|Table 4. Cost Structure|
Step 2. Determine the market price that the firm receives for its product. Since the firm in perfect competition is a price taker, the market price is constant. With the given price, calculate total revenue as equal to price multiplied by quantity for all output levels produced. In this example, the given price is $28. You can see that in the second column of the following table.
|Table 5. Constant Prices|
|Quantity||Price||Total Revenue (P × Q)|
Step 3. Calculate profits as total cost subtracted from total revenue, as Table 6 shows.
|Table 6. Firm Profits|
|Quantity||Total Revenue||Total Cost||Profits (TR−TC)|
Step 4. To find the profit-maximizing output level, look at the Marginal Cost column (at every output level produced), as Table 7 shows, and determine where it is equal to the market price. The output level where price equals the marginal cost is the output level that maximizes profits.
|Table 7. Maximizing Profit|
Step 5. Once you have determined the profit-maximizing output level (in this case, output quantity 5), you can look at the amount of profits made (in this case, $40).
Step 6. If the firm is making economic losses, the firm needs to determine whether it produces the output level where price equals marginal revenue and equals marginal cost or it shuts down and only incurs its fixed costs.
Step 7. For the output level where marginal revenue is equal to marginal cost, check if the market price is greater than the average variable cost of producing that output level.
- If P > AVC but P < ATC, then the firm continues to produce in the short-run, making economic losses.
- If P < AVC, then the firm stops producing and only incurs its fixed costs.
In this example, the price of $28 is greater than the AVC ($16.40) of producing 5 units of output, so the firm continues producing.
Key Concepts and Summary
As a perfectly competitive firm produces a greater quantity of output, its total revenue steadily increases at a constant rate determined by the given market price. Profits will be highest (or losses will be smallest) at the quantity of output where total revenues exceed total costs by the greatest amount (or where total revenues fall short of total costs by the smallest amount). Alternatively, profits will be highest where marginal revenue, which is price for a perfectly competitive firm, is equal to marginal cost. If the market price faced by a perfectly competitive firm is above average cost at the profit-maximizing quantity of output, then the firm is making profits. If the market price is below average cost at the profit-maximizing quantity of output, then the firm is making losses.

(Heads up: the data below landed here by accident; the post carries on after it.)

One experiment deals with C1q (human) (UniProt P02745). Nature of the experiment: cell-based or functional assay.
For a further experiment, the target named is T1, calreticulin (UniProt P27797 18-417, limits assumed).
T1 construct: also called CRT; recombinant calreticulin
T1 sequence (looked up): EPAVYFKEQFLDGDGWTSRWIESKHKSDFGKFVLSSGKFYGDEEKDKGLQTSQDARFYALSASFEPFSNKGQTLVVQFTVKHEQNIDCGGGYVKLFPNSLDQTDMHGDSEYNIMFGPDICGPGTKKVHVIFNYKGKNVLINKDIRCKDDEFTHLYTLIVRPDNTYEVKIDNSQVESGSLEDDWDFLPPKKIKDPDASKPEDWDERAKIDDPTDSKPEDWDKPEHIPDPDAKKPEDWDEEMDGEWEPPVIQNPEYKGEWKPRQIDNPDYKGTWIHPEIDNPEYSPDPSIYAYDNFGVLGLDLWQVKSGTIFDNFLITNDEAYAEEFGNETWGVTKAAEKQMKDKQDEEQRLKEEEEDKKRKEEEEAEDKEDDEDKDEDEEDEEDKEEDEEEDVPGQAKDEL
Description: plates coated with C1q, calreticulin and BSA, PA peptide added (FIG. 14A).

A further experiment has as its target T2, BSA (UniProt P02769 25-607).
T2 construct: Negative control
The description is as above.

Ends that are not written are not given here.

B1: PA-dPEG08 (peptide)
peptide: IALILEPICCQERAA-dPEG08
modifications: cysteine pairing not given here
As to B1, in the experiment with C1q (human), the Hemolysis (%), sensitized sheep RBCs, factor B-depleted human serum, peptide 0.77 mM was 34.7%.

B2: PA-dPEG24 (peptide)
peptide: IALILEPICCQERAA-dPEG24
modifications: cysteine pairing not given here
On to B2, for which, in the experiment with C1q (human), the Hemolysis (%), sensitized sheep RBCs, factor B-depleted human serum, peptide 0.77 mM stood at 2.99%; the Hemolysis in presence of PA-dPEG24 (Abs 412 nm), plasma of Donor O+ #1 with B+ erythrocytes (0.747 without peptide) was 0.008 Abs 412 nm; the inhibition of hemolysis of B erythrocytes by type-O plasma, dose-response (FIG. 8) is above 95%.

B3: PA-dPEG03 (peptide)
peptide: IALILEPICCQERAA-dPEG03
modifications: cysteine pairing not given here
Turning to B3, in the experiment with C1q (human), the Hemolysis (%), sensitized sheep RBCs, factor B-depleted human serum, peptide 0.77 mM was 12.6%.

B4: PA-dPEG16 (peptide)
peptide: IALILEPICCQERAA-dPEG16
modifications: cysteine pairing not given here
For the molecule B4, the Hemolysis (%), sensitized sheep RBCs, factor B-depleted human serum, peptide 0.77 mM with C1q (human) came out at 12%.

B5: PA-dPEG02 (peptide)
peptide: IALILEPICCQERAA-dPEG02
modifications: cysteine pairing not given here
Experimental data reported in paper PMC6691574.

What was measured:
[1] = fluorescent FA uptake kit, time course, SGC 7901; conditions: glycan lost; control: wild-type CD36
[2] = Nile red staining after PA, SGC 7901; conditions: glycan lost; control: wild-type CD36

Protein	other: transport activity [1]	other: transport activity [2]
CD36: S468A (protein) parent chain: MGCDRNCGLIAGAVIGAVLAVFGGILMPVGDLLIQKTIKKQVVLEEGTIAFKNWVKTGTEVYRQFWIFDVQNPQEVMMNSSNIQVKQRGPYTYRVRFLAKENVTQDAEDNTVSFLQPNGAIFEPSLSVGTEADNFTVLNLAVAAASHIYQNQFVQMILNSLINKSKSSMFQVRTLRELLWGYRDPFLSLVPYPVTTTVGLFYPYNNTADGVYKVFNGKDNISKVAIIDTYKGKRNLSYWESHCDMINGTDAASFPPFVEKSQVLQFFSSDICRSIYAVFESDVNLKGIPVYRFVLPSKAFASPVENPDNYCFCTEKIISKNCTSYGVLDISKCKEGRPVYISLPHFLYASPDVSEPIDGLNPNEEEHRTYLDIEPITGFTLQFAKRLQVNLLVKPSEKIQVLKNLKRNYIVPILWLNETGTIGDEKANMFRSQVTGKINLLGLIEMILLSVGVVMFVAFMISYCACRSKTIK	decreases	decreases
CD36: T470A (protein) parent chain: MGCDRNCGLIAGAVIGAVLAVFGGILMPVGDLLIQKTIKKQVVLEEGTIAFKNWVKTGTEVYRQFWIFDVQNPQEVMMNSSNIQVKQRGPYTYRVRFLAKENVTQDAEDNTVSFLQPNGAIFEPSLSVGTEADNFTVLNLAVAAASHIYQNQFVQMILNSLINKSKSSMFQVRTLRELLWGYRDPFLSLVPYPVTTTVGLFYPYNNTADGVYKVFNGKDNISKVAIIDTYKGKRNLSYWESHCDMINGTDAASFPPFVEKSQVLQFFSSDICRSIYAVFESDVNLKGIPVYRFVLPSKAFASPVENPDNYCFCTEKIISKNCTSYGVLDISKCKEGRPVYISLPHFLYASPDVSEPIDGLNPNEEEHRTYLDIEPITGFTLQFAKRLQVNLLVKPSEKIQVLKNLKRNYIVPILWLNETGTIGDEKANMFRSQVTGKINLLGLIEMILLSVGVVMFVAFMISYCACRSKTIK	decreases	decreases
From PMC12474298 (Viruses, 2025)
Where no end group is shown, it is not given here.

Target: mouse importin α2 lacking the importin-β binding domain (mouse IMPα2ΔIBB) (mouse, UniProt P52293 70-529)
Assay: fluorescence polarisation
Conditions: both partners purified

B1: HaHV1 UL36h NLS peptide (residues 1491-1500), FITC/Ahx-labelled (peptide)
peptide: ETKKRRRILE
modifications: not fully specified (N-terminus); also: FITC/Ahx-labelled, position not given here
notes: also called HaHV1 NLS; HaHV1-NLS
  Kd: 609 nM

If the market price is equal to average cost at the profit-maximizing level of output, then the firm is making zero profits. We call the point where the marginal cost curve crosses the average cost curve, at the minimum of the average cost curve, the break-even point. If the market price that a perfectly competitive firm faces is below average variable cost at the profit-maximizing quantity of output, then the firm should shut down operations immediately. If the market price that a perfectly competitive firm faces is above average variable cost, but below average cost, then the firm should continue producing in the short run, but exit in the long run. We call the point where the marginal cost curve crosses the average variable cost curve the shutdown point.
This video carefully explains the graphs you need to understand for perfect competition (it moves slowly so feel free to change the speed settings or review the parts you need most). Watch to see how profit is calculated and why firms will eventually leave at the shutdown point.
These questions allow you to get as much practice as you need, as you can click the link at the top of the first question (“Try another version of these questions”) to get a new set of questions. Practice until you feel comfortable doing the questions.
- break-even point:
- level of output where the marginal cost curve intersects the average cost curve at the minimum point of AC; if the price is at this point, the firm is earning zero economic profits
- shutdown point:
- level of output where the marginal cost curve intersects the average variable cost curve at the minimum point of AVC; if the price is below this point, the firm should shut down immediately